Can anyone explain the reason that the woofer excursion increases like crazy (exponentially??) below the cabinet resonance of a ported cabinet?
briefly, in a ported woofer design, the mass of air in the plastic tube that creates the port acts like a mass & the air enclosed in the woofer cabinet acts like a spring. I'm equating the port & the woofer cabinet to the familiar mass & spring equivalent that we learnt in high school. For a port to work correctly, the woofer cabinet has to be tuned to a frequency below the natural resonance frequency of the woofer driver. When you look at the Stereophile measurements of speaker impedance & phase for ported speakers you see 2 humongous peaks in the bass region. The peak at lower freq is the freq to which the cabinet is tuned & the higher freq peak is the woofer resonance peak. The port is tuned to operate in between these 2 peaks.
For bass frequencies above the natural resonance frequency of the woofer driver, the port does nothing i.e. has no influence.
For bass frequencies below the tuned cabinet resonance, the back wave air movement due to the woofer is in opposite phase with the front wave air movement of the woofer & the back wave is cancelled. The woofer driver now behaves as tho it suspended in free air (& not inside a cabinet). What this does is that the port unloads the woofer cone & woofer driver cone excursion can be much more than its safe allowable mechanical limit & can be easily damaged. Thus, in many speaker systems that are rated to play at very high SPLs, the manuf includes an electrical high-pass filter associated with the port which cuts off the low frequency content below the cabinet resonance such that it never reaches the woofer driver in the 1st place. This helps to protect the woofer driver. Unfortunately, this comes at a price - this high pass filter introduces frequency dependent delay & can smear the bass response of the woofer when its is operating normally. The manuf can adjust this high-pass filter response to be least invasive but some effects might still be present whereby you lose the ambience of the recording, the hall effects, etc.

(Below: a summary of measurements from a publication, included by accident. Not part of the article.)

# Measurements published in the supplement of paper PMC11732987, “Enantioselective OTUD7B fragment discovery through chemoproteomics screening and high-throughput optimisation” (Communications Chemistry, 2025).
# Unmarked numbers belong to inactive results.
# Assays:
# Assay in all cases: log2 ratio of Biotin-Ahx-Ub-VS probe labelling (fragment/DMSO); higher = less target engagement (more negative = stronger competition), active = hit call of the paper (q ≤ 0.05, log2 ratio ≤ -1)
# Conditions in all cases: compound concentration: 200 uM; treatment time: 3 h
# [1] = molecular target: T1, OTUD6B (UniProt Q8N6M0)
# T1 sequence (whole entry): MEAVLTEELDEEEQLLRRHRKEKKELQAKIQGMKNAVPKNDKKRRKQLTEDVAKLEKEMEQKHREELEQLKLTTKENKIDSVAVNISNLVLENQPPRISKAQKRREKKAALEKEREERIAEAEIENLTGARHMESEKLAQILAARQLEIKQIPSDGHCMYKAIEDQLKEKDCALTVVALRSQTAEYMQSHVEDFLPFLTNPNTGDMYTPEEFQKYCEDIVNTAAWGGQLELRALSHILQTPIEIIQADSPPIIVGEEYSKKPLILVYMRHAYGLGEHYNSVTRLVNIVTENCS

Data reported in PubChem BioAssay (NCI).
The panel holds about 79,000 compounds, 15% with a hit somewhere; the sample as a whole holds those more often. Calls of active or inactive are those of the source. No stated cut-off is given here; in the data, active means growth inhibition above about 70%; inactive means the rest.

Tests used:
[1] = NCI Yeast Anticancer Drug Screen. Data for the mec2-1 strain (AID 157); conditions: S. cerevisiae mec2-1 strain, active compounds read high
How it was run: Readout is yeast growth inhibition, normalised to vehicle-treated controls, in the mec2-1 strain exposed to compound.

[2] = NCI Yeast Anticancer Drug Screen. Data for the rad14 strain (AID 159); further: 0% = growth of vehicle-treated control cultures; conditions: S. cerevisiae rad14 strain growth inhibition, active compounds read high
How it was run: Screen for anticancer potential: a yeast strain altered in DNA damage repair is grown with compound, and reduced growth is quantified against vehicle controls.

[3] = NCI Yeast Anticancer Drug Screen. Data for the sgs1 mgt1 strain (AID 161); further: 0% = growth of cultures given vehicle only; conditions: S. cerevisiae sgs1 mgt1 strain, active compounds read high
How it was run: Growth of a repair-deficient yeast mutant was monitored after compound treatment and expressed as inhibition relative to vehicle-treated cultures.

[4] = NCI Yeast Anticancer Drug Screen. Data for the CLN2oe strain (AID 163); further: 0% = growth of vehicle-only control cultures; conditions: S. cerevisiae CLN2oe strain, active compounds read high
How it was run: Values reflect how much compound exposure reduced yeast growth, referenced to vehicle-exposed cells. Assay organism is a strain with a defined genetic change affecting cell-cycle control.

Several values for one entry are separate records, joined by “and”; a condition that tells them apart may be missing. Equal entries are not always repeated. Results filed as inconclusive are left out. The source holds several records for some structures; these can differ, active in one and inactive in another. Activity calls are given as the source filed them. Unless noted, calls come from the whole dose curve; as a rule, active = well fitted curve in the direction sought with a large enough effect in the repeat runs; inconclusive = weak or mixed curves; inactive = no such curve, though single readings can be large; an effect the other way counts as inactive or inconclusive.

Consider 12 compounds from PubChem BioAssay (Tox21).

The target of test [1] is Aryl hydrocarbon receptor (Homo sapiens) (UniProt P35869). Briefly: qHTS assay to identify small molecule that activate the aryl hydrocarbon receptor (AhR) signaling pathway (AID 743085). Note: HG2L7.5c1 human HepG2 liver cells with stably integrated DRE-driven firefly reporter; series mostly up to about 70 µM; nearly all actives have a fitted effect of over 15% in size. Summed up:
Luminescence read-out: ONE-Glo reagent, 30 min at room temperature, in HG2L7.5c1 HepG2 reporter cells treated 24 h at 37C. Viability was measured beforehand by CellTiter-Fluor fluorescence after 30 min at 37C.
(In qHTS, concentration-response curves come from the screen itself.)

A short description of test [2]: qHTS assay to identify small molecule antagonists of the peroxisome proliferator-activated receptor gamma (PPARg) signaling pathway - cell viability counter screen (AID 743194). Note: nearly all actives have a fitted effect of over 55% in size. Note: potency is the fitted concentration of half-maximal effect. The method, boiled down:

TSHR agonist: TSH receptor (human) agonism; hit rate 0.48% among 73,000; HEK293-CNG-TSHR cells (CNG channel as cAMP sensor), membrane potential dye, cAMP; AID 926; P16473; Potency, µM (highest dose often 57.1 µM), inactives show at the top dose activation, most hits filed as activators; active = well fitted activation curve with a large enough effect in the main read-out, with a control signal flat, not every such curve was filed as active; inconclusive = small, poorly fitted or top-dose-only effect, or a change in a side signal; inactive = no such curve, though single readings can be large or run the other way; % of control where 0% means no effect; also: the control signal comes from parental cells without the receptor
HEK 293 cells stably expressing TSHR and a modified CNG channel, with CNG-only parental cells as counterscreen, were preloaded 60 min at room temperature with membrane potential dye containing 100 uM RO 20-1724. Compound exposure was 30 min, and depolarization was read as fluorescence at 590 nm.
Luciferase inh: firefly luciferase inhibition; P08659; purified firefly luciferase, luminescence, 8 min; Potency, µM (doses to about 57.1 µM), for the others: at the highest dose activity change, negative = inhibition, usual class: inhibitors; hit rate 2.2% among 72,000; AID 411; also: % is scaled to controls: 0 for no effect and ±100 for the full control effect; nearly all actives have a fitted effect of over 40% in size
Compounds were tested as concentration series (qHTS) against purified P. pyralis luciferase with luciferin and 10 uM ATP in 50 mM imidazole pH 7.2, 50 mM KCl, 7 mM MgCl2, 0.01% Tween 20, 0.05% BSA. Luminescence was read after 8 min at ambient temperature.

Hope this helps.